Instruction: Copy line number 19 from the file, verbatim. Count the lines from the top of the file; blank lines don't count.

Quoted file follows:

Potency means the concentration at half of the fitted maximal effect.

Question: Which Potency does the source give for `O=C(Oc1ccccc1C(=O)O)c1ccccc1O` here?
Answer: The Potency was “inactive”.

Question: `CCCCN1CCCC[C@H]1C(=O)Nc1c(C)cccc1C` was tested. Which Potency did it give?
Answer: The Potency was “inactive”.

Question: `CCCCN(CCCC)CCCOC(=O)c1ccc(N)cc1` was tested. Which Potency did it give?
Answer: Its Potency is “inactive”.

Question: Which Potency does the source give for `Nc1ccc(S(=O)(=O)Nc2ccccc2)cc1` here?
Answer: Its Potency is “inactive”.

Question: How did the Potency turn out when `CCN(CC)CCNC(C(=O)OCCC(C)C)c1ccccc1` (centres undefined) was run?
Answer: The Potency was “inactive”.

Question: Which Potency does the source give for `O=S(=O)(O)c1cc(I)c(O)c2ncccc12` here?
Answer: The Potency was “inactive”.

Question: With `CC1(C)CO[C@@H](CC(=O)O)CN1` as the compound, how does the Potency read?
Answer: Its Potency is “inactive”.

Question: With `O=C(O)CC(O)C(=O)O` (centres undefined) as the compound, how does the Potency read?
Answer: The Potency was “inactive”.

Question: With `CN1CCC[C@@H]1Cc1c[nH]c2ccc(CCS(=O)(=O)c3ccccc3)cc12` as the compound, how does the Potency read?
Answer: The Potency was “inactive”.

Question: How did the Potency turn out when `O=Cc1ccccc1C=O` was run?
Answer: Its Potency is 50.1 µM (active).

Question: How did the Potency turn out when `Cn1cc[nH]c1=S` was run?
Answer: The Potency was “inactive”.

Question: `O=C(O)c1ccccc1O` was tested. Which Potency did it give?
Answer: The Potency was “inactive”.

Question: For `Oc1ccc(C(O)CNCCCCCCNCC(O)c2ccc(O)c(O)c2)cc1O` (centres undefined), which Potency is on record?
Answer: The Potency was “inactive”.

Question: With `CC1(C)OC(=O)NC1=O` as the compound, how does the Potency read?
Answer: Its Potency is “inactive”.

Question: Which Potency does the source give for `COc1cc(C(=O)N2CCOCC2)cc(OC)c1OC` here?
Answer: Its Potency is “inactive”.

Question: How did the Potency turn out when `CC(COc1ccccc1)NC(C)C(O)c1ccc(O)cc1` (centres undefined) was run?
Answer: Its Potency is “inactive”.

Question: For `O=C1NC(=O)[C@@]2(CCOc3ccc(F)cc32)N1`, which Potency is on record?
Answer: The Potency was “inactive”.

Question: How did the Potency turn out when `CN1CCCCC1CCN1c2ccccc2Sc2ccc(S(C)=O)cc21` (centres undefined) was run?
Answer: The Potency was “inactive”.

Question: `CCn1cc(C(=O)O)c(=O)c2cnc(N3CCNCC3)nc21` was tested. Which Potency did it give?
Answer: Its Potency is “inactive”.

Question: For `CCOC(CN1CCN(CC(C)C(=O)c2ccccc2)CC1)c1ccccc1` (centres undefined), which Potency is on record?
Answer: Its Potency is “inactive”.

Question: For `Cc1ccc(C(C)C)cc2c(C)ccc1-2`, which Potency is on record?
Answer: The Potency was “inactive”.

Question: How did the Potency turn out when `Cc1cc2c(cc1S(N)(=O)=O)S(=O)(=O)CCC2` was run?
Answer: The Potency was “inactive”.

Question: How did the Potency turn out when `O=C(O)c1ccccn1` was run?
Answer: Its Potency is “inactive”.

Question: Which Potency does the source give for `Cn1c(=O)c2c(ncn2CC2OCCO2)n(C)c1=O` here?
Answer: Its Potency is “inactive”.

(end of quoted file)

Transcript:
Answer: The Potency was “inactive”.